There is a little flophouse motel between North Birch and North Ft. Lauderdale Beach Blvd, which is also known as A1A.
Just beyond the edge of the better hotels and resorts like The Ritz Carlton and other pricey names of well polished accommodations, The Seville Hotel and Apartments was tucked inside a mid-block location.
The rooms were small and the walls were terribly thin. The floor was covered in cheap linoleum and from the look of it; the small pink-tiled bathroom with a stall shower and pink toilet had not been updated for quite some time.
The air-conditioner hung poorly in the wall and vibrated throughout the night. I had been there for several days and no one but me had taken the time to clean the room or make the bed. The Seville was far from anything fancy—but the room was cheap and available upon my arrival.To me, that was good enough.
I was in town to see my mother. She had recently been placed in an assisted living establishment in Pompano Beach. She was not well, but she was not terribly ill at this point. My mother was getting on in age and coming close to the evening of her life.
It was clear to me that at some point, my mother would eventually pass. And when she passed, it would not be the five painful diseases in her spine that took my mother from us. In the end, it would be the treatment and pain management that took my mother. I knew this would be the case, and worse, I knew this was just a matter of time.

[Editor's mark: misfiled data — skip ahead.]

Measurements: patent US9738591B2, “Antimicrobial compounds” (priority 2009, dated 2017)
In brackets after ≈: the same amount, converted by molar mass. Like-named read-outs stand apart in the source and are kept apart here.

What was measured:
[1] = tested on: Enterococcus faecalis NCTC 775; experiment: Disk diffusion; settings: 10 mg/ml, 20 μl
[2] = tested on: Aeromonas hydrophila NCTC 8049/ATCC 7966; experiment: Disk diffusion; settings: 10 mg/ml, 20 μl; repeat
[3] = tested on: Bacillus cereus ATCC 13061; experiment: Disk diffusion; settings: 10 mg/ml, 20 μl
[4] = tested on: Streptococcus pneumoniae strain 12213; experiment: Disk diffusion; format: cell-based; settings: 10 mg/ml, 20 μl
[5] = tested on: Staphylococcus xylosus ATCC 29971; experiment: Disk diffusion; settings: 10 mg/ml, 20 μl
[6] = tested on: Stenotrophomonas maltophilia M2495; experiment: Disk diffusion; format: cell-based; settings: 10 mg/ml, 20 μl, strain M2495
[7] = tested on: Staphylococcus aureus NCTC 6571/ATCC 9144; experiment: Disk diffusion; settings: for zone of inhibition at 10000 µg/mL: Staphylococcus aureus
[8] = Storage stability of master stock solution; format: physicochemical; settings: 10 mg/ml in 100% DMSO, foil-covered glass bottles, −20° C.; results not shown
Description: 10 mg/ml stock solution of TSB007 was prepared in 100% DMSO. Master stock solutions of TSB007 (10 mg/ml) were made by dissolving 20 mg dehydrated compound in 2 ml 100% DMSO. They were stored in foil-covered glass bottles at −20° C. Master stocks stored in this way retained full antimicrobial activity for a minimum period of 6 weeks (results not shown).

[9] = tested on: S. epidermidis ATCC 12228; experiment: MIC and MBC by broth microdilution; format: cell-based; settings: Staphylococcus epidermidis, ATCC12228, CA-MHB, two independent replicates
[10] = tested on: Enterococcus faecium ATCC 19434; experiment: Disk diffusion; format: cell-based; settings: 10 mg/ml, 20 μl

It was morning and the Florida sun was coming up above ocean. I stood on the beach and watched the waves roll in and crash upon the sand. The sky took on a beautiful orange glow as light spread out across the horizon.
I was slightly north of the better end of town. My hotel was at the line between the better end and the less fortunate side. Nearby, homeless men and women sat in the sand to watch the sunrise as if they were family. And I suppose they were family. After all, they had nothing and no one else but each other.
Meanwhile, I watched the sun come up and began to walk my way southbound along the Boulevard with the ocean at my left and land on my right. As I began walking, I saw Tom. His blue eyes were crackled with the red bloodshot eyes of a drunk after a long night.
I only knew Tom for a few days. And yes, Tom was certainly a drunk.